It was as he was trying to puzzle out where his Master might have been imprisoned that one of the two speaking together raised his voice, and Sam recognized the voice of Captain Shagrat. “You won’t go, you say? Curse you, Snaga, you little maggot!”
“I told you twice that Gorbag’s swine got to the gate first, and none of ours got out!”
“Then you must go. ... News must get through to Lugbúrz, or we’ll both be for the Black Pits!”
“I’m not going down those stairs again! ...But a nice mess you two captains made of things, fighting over the swag.”
“I had my orders. It was Gorbag that started it, trying to pinch that pretty shirt.”
“...He had more sense than you. He told you more than once that the most dangerous of these spies was still loose, and you wouldn’t listen.”
Sam found himself having to scuttle to keep from being discovered as the larger orc, wounded as he was, began pursuing the smaller one, who would surely have joined the rest of the dead had the larger one not been hampered by his injuries. The small one managed to dart past Sam and up further stairs into a side chamber off the top and slam and secure the door, at which time Shagrat retreated back onto the flat pavement of the roof of the tower, cursing fluently and retrieving a bundle there. Except that as he leaned over the parapet calling below, apparently hoping another of his fellows might have survived the carnage in the lower courtyard, one of the bodies proved not to be dead after all. Whatever orc it was was nearly dead from its wounds as it struggled to its feet, but its gasp of pain as it tried to stagger toward Shagrat with a broken spear in its hand alerted Shagrat to his danger. Sam watched the ensuing revenge by Shagrat with disbelieving shock as the orc captain, having been unable to catch Snaga earlier, appeared to be taking out his doubled rage against the patrol leader from Minas Morgul. The reek redoubled with this further violence and the freshly spilled blood--again Sam found he had to fight to keep from retching--until he realized that this time, as Shagrat himself headed for the stair downward and found himself face to face with the Hobbit there was no means of further concealing himself, and the need to protect himself drove the nausea out of Sam’s thoughts.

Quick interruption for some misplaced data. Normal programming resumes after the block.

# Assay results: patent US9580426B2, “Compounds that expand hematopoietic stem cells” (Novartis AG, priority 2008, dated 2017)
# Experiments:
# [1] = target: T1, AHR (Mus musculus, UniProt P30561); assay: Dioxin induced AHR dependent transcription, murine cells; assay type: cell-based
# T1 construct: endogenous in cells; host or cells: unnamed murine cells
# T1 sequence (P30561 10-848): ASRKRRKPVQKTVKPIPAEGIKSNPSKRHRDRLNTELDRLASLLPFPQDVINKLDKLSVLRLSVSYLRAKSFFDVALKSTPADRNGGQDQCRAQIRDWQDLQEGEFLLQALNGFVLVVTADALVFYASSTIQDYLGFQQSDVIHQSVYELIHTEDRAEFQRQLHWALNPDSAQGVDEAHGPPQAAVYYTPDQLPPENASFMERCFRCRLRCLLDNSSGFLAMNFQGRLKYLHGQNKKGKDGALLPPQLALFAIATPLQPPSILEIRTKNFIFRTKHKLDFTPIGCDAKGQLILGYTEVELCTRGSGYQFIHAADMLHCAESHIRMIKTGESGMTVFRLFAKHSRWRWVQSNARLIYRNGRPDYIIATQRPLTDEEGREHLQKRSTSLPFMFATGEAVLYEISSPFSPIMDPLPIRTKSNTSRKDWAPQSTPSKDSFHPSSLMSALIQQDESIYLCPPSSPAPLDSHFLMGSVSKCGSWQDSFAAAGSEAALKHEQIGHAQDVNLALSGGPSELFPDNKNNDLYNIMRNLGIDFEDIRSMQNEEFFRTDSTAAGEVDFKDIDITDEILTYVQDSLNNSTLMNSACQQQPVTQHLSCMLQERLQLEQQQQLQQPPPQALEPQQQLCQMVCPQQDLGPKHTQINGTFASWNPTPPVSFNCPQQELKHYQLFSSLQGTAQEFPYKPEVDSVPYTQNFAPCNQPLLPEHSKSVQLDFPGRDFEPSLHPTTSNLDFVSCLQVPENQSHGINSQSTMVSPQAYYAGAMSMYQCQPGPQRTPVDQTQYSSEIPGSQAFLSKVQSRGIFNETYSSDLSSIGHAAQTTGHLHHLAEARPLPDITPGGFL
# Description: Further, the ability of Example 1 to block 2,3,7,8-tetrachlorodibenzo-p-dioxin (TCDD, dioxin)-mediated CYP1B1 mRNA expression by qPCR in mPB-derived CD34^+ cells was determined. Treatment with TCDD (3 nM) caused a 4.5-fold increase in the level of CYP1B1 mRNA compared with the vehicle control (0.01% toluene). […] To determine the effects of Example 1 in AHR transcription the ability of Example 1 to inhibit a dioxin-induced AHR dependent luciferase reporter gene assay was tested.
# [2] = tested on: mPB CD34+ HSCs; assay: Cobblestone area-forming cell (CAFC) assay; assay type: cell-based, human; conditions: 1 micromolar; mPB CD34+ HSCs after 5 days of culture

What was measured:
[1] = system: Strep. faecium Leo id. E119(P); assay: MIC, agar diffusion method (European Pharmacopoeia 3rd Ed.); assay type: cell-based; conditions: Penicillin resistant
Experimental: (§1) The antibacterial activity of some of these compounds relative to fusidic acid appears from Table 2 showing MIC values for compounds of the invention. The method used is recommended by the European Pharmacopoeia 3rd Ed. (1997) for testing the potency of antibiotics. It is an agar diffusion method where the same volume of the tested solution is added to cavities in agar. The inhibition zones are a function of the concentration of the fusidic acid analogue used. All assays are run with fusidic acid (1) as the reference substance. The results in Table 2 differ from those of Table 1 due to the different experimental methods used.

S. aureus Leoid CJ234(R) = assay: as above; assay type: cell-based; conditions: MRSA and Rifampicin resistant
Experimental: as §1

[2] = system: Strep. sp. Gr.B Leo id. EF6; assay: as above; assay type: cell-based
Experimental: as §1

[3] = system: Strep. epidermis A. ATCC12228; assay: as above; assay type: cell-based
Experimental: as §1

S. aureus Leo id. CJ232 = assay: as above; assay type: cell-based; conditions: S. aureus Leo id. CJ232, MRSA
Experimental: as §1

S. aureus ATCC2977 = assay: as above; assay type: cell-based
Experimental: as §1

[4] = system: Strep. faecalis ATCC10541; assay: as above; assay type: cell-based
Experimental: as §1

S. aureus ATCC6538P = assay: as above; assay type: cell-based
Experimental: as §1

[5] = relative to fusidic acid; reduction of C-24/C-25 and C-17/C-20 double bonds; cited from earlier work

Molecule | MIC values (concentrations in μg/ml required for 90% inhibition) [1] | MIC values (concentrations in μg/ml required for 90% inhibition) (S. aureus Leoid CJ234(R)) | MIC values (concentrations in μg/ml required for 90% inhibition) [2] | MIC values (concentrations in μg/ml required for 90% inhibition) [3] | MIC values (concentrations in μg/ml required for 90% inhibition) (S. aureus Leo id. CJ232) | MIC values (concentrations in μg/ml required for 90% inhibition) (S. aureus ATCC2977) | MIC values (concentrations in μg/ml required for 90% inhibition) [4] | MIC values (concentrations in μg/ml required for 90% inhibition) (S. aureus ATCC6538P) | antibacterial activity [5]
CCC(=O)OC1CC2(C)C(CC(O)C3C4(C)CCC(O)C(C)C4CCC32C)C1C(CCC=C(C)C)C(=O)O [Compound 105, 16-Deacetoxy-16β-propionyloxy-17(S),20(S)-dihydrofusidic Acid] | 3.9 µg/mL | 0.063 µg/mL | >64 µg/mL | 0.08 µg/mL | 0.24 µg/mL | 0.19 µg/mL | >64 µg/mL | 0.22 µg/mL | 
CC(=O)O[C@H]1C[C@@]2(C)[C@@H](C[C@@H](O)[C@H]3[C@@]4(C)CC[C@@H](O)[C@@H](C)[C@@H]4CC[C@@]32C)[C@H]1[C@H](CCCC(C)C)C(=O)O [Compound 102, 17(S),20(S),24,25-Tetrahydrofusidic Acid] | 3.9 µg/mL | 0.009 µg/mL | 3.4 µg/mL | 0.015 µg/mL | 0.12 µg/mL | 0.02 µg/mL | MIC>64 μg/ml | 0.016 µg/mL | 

Perhaps had Shagrat not been carrying his bundle in his one good hand he might have prevailed against Sam. After all, a curved blade clutched between one’s teeth is not easily wielded when the usable hand is too encumbered to hold it! Sam barely registered the color of the bundle and certainly failed at the moment to realize what it must contain; had he done so perhaps he would have taken more thought to killing the large orc. As it was, he felt relief that Shagrat appeared so frightened he merely deflected Sam’s attempted blow using the bundle and fled down the stair, after which his attention was focused only on finding Frodo Baggins.
Apparently only two living orcs remained of all those who’d inhabited the tower earlier. But where was Frodo? The scent of blood began to go stale, and the dry wind sweeping over the tower dispersed the further smells of sweat and fear and fury and revenge. Sam reentered the turret at the top of stair he’d climbed, and climbed the last stair that led up toward the actual top of the tower. But once he got to what appeared to be the top of the turret, he found himself stymied, for it appeared there was no place in which Frodo Baggins might be imprisoned.
“Where are you, Master?” Sam asked from between gritted teeth as he searched for some sign of a further stair or other chamber beyond the one in which the orc that Shagrat had addressed as Snaga was holed up. Was Frodo locked in there with the orc? The thought made him shiver in horror!